Ed Serrano: We were formerly known as the Miami Ultras back in the day but in our conversations with Marcelo, he was keen to drop the ‘ultra’ wording so we needed to find a new name. We saw a few of the Miami FC fans with a ‘Southern Legion’ banner and we asked if we could use the name as it was perfect for the group as it made a nod to the former Fusion support. At that stage (2006) or so, we weren’t even really a supporters group. We were just a bunch of guys who were keen to bring a MLS team to South Florida.

The leading Inter Miami supporter groups (Southern Legion, The Siege and Vice City 1896 etc.) all fall under the La Familia umbrella. How does this arrangement work?

Nicolas Abad: Before the team was established we were all part of The Southern Legion, but in life people have their own ideas and each group now has a clear identity. At the end of the day, we all have a common goal so we all work together. Every now again, we meet up we have creative meetings for tifo ideas and although there may be varying opinions, but ultimately we get things done so it all really is a collaborative effort.

Inter Miami's DRV PNK Stadium
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Inter Miami's DRV PNK StadiumInter Miami CFEFE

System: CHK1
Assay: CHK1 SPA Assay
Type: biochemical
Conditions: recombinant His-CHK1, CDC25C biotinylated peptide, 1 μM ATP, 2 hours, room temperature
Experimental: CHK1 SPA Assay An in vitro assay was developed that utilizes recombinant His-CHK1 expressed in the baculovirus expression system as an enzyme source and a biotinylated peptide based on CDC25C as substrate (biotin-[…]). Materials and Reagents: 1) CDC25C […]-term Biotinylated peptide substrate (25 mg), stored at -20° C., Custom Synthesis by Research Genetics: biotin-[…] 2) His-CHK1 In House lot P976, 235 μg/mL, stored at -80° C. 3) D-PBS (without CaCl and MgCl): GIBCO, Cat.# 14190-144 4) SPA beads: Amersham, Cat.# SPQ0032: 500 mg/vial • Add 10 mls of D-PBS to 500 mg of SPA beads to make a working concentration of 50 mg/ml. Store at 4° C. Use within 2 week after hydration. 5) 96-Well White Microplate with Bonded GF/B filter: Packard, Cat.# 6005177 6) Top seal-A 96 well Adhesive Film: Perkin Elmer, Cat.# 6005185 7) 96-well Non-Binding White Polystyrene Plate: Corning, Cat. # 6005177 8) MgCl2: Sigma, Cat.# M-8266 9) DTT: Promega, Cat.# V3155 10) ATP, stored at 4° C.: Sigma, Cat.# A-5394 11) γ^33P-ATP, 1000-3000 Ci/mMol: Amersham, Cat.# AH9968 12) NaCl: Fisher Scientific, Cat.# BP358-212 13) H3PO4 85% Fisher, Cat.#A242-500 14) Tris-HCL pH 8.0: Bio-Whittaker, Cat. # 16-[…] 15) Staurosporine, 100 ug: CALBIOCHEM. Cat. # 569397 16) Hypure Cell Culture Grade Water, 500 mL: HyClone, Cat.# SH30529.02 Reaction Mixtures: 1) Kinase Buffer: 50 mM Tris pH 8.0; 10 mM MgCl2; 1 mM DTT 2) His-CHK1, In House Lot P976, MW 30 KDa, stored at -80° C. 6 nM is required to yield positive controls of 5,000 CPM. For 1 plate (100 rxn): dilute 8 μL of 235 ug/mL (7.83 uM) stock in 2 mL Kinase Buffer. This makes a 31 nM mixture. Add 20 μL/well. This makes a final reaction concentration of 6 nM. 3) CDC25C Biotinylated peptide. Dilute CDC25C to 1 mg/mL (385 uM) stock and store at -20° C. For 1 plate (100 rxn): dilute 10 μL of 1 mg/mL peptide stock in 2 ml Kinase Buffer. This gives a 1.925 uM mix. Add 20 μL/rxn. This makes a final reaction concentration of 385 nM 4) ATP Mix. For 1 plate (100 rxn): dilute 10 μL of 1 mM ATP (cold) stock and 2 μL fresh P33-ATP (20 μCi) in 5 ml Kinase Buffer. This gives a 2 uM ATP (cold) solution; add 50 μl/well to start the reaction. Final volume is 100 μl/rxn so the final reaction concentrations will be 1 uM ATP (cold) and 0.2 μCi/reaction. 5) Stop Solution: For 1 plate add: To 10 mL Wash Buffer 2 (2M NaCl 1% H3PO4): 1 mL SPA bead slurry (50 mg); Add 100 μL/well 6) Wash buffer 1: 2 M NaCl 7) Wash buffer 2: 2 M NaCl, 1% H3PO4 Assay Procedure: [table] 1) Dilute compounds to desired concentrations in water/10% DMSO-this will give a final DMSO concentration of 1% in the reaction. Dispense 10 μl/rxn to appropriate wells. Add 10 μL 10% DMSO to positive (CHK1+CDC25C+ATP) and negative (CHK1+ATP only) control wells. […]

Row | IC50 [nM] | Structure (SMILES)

From the outside it appears that the relationships between MLS supporters groups and many team’s front office is pretty good. Is that the case in Miami and have you had the chance to meet the Mas brothers and Beckham and talk about your vision?

Nicolas Abad: Yes, I’d agree with that in general and I can’t really speak on behalf of other MLS teams but the LA Galaxy situation is an exception at present.

As for Inter Miami, I have to say the Mas brothers and Beckham have done a great job and they have always tried to include us in the conversation and they are keen that at every meeting there is some fan representation present as they know that in MLS, the importance of a decent relationship with between the fans and front office. When that breaks down you get situations like the Galaxy or at DC United and even Montreal so we feel it’s important to be included in some topics of conversation.

Playoffs 2023, la complicada misión para Lionel Messi y Sergio Busquets en Inter Miami
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Apart from Florida based Orlando City, in terms of main rivals have LAFC become the team that everyone now wants to beat given their recent success?

Nicolas Abad: Obviously, everyone wants to beat LAFC but I think they and Austin FC are perfect examples of what to do when starting out in MLS. But due to the East/West Conference splits in MLS, we rarely get to play LAFC so it’s difficult to build a meaningful rivalry. In our time in the league we’ve never beaten NYCFC so they have become a side we want to get one over on, it’s a similar situation with DC United and these rivalries have developed naturally.